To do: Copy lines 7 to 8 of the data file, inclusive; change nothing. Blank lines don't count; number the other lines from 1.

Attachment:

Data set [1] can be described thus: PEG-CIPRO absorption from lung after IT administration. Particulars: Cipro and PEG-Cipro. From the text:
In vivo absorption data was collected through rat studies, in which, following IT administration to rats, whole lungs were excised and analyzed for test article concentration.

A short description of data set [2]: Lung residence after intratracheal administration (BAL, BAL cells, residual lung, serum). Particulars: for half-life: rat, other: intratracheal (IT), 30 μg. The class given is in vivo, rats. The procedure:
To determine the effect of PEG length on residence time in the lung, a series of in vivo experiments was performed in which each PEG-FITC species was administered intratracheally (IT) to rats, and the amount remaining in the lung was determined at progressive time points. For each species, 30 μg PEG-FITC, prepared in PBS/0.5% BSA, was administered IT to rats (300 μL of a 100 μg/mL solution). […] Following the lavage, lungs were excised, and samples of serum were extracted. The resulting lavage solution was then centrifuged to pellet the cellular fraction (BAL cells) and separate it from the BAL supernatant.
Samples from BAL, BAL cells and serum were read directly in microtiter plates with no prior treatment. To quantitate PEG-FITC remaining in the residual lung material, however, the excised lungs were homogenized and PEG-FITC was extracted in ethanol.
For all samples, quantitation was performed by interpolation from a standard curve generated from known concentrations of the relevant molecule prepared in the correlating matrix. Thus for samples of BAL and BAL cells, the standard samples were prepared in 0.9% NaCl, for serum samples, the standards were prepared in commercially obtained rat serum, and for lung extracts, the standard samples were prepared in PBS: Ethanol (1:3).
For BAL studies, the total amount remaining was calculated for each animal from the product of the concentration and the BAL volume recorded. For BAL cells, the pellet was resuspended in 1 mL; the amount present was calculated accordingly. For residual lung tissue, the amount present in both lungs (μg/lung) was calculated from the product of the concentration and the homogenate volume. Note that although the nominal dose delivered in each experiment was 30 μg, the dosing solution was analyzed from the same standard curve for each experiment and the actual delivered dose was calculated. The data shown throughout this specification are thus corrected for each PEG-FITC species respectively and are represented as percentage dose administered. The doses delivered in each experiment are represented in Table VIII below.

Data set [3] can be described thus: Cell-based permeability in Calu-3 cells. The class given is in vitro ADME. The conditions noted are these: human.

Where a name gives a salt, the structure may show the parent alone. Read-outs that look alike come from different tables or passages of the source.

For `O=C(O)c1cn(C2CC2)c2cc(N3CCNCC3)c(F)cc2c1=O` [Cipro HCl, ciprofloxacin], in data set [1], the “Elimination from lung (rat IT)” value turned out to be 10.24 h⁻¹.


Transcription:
For BAL studies, the total amount remaining was calculated for each animal from the product of the concentration and the BAL volume recorded. For BAL cells, the pellet was resuspended in 1 mL; the amount present was calculated accordingly. For residual lung tissue, the amount present in both lungs (μg/lung) was calculated from the product of the concentration and the homogenate volume. Note that although the nominal dose delivered in each experiment was 30 μg, the dosing solution was analyzed from the same standard curve for each experiment and the actual delivered dose was calculated. The data shown throughout this specification are thus corrected for each PEG-FITC species respectively and are represented as percentage dose administered. The doses delivered in each experiment are represented in Table VIII below.

Data set [3] can be described thus: Cell-based permeability in Calu-3 cells. The class given is in vitro ADME. The conditions noted are these: human.